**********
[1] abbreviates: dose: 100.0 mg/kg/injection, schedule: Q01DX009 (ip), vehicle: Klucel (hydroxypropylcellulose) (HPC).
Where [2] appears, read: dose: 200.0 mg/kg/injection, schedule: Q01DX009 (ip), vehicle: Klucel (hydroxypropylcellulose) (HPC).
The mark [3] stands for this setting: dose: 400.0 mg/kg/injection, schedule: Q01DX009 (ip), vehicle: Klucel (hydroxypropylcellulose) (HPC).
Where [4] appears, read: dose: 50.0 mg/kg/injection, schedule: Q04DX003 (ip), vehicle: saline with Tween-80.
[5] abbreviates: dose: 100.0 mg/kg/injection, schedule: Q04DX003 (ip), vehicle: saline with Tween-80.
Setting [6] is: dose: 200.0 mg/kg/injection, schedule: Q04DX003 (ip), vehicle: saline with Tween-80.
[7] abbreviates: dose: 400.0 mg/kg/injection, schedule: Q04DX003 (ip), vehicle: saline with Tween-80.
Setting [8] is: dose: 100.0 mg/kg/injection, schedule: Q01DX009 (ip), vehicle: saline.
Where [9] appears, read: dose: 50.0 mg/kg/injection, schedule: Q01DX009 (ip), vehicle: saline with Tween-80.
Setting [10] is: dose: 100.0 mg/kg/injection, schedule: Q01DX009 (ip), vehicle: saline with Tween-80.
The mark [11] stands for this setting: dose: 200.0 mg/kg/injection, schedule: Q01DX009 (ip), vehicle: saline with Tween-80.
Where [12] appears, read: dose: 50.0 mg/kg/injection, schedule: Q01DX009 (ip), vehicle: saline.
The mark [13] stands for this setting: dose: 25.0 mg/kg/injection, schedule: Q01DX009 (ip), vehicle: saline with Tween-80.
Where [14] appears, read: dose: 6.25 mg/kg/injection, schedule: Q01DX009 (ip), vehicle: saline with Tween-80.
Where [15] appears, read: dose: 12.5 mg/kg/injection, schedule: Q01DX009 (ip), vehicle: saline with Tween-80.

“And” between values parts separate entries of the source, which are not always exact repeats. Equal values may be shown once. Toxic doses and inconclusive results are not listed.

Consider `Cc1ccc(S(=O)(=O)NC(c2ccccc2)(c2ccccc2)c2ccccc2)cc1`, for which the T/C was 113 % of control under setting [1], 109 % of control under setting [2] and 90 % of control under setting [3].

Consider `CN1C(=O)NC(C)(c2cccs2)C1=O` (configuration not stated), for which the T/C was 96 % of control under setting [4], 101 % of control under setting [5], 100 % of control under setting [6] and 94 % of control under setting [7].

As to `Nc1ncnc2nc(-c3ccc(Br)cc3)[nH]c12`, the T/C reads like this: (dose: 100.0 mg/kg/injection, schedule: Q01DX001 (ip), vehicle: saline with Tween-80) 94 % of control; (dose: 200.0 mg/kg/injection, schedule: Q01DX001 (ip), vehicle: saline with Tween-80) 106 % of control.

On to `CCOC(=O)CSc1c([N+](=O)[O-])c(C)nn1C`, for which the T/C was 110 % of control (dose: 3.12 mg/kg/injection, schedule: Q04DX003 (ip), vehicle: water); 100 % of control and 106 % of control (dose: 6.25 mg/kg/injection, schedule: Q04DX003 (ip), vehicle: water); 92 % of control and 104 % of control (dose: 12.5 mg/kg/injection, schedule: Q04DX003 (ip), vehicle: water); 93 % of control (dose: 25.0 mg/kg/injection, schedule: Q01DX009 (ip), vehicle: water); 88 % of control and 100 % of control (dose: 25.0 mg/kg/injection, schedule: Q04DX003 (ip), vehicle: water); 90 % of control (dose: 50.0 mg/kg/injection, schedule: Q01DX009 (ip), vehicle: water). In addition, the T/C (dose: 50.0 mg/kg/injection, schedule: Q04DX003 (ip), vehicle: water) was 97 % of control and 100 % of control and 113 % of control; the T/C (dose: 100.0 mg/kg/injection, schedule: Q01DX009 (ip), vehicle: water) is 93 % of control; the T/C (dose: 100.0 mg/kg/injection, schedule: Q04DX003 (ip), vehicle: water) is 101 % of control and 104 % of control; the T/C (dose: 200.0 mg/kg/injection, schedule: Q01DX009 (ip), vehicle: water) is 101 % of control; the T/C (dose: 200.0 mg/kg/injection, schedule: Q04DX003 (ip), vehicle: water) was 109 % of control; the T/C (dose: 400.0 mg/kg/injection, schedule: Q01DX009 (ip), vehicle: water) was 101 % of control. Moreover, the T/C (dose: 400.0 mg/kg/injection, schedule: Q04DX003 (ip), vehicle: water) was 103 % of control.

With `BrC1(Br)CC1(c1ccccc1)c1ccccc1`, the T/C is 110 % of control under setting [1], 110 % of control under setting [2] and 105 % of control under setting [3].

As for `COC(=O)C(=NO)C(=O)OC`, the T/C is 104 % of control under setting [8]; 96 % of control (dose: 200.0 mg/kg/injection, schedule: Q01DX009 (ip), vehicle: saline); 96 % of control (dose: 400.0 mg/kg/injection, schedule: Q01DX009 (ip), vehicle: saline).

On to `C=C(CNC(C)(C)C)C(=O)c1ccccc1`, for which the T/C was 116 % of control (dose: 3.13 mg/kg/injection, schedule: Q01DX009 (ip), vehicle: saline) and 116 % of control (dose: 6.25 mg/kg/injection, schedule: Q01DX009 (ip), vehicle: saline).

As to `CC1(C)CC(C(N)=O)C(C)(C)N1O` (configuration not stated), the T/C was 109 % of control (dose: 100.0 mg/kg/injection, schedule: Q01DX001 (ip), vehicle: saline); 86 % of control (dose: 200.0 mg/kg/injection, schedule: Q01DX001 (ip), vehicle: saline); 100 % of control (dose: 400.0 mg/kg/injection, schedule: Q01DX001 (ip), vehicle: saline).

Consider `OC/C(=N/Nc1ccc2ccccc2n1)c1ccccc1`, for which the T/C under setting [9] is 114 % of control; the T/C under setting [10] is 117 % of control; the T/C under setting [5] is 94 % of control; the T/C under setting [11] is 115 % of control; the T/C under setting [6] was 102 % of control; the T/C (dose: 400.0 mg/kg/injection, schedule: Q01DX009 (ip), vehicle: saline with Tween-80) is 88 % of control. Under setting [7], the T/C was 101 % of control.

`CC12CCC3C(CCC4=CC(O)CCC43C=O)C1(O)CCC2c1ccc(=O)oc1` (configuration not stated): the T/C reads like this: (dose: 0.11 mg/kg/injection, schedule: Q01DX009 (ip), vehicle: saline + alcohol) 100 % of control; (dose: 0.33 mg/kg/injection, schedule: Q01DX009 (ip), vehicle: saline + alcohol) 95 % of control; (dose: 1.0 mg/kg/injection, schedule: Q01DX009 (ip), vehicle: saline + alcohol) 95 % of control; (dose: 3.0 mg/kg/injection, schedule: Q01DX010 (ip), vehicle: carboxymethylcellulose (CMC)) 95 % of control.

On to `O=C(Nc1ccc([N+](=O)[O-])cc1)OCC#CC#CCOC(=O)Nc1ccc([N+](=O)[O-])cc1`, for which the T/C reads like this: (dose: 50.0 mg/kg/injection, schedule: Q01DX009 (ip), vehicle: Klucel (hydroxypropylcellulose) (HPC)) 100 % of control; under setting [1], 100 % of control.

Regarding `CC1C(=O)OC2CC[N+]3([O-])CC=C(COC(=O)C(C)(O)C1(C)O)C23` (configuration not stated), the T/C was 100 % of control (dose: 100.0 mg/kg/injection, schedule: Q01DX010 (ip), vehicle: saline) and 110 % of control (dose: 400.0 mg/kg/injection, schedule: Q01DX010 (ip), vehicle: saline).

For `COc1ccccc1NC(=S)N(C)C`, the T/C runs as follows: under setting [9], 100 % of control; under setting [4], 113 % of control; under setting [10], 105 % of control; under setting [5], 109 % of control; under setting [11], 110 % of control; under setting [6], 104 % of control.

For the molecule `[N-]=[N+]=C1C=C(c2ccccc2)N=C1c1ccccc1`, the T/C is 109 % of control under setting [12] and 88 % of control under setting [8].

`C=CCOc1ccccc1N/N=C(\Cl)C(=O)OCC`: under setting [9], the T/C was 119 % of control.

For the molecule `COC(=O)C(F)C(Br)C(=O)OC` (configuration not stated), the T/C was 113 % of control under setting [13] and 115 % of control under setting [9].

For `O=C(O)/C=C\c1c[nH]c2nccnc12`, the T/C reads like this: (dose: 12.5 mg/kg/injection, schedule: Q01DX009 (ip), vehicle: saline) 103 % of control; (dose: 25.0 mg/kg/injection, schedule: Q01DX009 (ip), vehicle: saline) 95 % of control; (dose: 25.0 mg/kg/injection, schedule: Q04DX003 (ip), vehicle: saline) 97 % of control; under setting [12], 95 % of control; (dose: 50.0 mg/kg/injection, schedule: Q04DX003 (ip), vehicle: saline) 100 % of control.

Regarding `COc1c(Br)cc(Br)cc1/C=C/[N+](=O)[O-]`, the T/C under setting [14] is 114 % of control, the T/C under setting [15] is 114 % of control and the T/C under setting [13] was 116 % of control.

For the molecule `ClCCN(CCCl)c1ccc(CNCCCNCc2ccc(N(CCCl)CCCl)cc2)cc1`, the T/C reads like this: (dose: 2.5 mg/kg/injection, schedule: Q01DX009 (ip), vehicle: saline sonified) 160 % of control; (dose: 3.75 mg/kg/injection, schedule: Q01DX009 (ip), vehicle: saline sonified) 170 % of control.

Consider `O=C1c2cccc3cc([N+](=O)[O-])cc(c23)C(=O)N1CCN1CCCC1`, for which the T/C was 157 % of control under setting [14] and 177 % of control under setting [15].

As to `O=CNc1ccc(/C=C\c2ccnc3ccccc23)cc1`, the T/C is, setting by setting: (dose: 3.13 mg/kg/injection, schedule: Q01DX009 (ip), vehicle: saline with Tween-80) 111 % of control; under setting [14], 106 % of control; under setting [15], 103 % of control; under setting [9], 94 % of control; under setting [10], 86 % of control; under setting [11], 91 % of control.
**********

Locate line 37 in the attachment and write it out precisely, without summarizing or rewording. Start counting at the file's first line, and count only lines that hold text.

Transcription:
As to `O=CNc1ccc(/C=C\c2ccnc3ccccc23)cc1`, the T/C is, setting by setting: (dose: 3.13 mg/kg/injection, schedule: Q01DX009 (ip), vehicle: saline with Tween-80) 111 % of control; under setting [14], 106 % of control; under setting [15], 103 % of control; under setting [9], 94 % of control; under setting [10], 86 % of control; under setting [11], 91 % of control.